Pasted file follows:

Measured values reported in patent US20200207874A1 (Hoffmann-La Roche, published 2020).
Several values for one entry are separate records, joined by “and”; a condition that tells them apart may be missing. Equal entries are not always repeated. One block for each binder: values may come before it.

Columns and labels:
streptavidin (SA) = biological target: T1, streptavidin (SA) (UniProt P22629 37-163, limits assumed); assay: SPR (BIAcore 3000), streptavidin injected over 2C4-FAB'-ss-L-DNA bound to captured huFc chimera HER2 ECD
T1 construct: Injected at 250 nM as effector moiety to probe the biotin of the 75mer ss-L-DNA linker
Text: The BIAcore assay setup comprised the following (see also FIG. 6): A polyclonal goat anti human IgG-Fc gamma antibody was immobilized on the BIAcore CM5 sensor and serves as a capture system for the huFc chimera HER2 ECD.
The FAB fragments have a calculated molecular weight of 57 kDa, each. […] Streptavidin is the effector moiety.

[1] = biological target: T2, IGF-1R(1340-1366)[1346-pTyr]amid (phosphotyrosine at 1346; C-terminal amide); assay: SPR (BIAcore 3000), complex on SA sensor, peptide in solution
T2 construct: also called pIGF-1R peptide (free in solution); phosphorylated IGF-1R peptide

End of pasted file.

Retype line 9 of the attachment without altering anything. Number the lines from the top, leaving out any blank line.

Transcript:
T2 construct: also called pIGF-1R peptide (free in solution); phosphorylated IGF-1R peptide